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Article
Publication date: 1 February 2000

John C. Cross and Bruce D. Johnson

Attempts to theorize the relationship between the informal and the illegal sectors of the economy. States that there are significant behavioural similarities. Proposes an…

Abstract

Attempts to theorize the relationship between the informal and the illegal sectors of the economy. States that there are significant behavioural similarities. Proposes an emergent paradigm based on dual labour market theory to explain the similarites and differences in order to guide future research in each area. Applies the theory to the production and marketing of crack cocaine and shows how the model helps us to understand issues of exploitation and risk makagement within the drug market.

Details

International Journal of Sociology and Social Policy, vol. 20 no. 1/2
Type: Research Article
ISSN: 0144-333X

Keywords

Article
Publication date: 30 May 2008

Bruce D. Johnson, Andrew Golub, Eloise Dunlap and Stephen J. Sifaneck

During the 1990s, the New York City Police Department (NYPD) instituted a policy of arresting and detaining people for minor offenses that occur in public as part of their…

2565

Abstract

Purpose

During the 1990s, the New York City Police Department (NYPD) instituted a policy of arresting and detaining people for minor offenses that occur in public as part of their quality‐of‐life (QOL) policing initiative. The purpose of this paper is to examine the pros and cons of the current policy and compare it with possible alternatives including: arrest and issuing of a desk appearance ticket (DAT); issuing of a non‐criminal citation (violation); street warnings; and toleration of public marijuana smoking.

Design/methodology/approach

The paper reviews several studies of QOL policing and examines the pros and cons of the current NYPD policy, compared to possible alternatives.

Findings

The number of NYPD arrests for marijuana in public view (MPV) (with most detained for one or two days) increased from 3,000 in 1994 to over 50,000 in 2000, and have been about 30,000 in the mid‐2000s. Most of these arrestees (84 percent) were minority; Blacks were 2.7 more likely and Hispanics 1.8 times more likely to be detained than Whites for an MPV arrest. Minorities received more severe dispositions, even controlling for demographics and prior arrest histories.

Originality/value

The paper recommends that the NYPD change to routinely issuing DATs to reduce detention for marijuana violators. Drug policy reformers might wish to further pursue changing statutes regarding smoking MPV into a violation (non‐criminal) or encourage the wider use of street warnings, as in Britain. Any of these policy changes would help reduce the number detained and the disproportionate burden on minorities associated with the current arrest and detention policy. These policies could help maintain civic norms against smoking marijuana in public.

Details

Policing: An International Journal of Police Strategies & Management, vol. 31 no. 2
Type: Research Article
ISSN: 1363-951X

Keywords

Book part
Publication date: 29 October 2012

Megan Reid, Alex Bennett, Luther Elliot and Andrew Golub

Purpose – In this chapter, we expand the definition of disaster through combining the tenets of disaster studies with the literature on risks and consequences of war and…

Abstract

Purpose – In this chapter, we expand the definition of disaster through combining the tenets of disaster studies with the literature on risks and consequences of war and conflict-related displacement and dislocation, with a focus on the challenges that drug misuse and changing drug markets present in these contexts. We conclude with policy recommendations for successful community rebuilding with relation to drugs and drug markets following various forms of disaster, gleaned from the combination of these areas of inquiry.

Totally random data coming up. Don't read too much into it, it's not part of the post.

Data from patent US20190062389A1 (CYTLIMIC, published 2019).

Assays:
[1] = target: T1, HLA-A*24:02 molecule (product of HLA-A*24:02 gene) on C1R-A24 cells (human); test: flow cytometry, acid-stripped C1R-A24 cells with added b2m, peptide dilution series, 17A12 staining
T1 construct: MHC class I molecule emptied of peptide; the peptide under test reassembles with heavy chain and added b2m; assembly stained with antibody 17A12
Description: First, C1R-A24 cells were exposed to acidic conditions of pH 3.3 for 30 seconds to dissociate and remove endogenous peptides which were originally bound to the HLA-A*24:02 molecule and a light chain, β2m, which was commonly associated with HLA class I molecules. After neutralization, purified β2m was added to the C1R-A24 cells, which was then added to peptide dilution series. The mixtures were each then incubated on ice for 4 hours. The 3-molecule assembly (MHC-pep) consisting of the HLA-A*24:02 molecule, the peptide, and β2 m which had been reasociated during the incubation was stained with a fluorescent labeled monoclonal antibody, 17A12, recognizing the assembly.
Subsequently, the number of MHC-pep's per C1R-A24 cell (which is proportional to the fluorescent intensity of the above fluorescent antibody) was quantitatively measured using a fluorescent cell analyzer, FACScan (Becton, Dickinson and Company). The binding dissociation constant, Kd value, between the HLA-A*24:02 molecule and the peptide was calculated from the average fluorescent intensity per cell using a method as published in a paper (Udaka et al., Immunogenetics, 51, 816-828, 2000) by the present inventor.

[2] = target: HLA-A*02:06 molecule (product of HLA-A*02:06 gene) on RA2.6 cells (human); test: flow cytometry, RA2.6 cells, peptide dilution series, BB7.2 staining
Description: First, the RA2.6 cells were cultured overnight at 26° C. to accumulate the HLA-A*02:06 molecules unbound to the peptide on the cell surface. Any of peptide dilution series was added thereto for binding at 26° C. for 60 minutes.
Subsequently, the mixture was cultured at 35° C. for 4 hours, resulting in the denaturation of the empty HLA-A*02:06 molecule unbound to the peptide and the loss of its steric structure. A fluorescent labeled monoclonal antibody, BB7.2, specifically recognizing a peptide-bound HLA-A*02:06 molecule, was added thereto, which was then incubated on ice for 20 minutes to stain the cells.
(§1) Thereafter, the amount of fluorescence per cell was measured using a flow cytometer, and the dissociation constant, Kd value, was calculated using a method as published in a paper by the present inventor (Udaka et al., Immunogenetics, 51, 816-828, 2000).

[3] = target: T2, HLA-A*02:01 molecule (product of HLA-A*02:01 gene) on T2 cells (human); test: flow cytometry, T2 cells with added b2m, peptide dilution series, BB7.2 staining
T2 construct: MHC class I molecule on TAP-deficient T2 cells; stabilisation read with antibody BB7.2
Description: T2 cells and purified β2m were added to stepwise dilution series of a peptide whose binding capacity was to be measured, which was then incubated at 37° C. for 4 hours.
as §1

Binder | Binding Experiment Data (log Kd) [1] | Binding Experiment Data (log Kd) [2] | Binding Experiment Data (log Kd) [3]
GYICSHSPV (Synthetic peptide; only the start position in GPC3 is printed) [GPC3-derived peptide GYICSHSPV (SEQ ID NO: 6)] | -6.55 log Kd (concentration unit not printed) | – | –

Design/methodology/approach – We discuss the concepts of risk, social vulnerability, and consequences as related to traditional conceptualizations of disaster, and highlight how they can also be applied to the study of veterans returning from war. We focus the on the similarities related to drugs and drug markets.

Findings – Overall, the similar vulnerabilities, potential for trauma, and drug-related consequences experienced by both disaster survivors and veterans suggest that the experience of war and return from such an event could be considered a disaster and analyzed as such.

Originality/value of power – Few scholars have examined how to expand the definition of a disaster and what is examined in the field of disaster studies. This chapter does this by examining how war could be analyzed as a disaster. It demonstrates the parallels between war and traditional disaster.

Details

Disasters, Hazards and Law
Type: Book
ISBN: 978-1-78052-914-1

Article
Publication date: 1 December 2003

Andrew Golub, Bruce D. Johnson, Angela Taylor and John Eterno

In the 1990s, the New York City Police Department expanded its focus on reducing behaviors that detract from the overall quality of life (QOL) in the city. Many have…

1601

Abstract

In the 1990s, the New York City Police Department expanded its focus on reducing behaviors that detract from the overall quality of life (QOL) in the city. Many have credited this effort for the decline in the city's overall crime rate. They often cite the fixing broken windows argument, which maintains that reducing disorder sets off a chain of events leading to less crime. However, systematic research has not yet documented this chain of events. Looks at one of the first linkages, whether QOL policing sends a message to offenders not to engage in disorderly behaviors in public locales. The project interviewed 539 New York City arrestees in 1999. Almost all of them were aware that police were targeting various disorderly behaviors. Among those that engaged in disorderly behaviors, about half reported that they had stopped or cut back in the past six months. They reported a police presence was the most important factor behind their behavioral changes. These findings support the idea that QOL policing has a deterrent effect.

Details

Policing: An International Journal of Police Strategies & Management, vol. 26 no. 4
Type: Research Article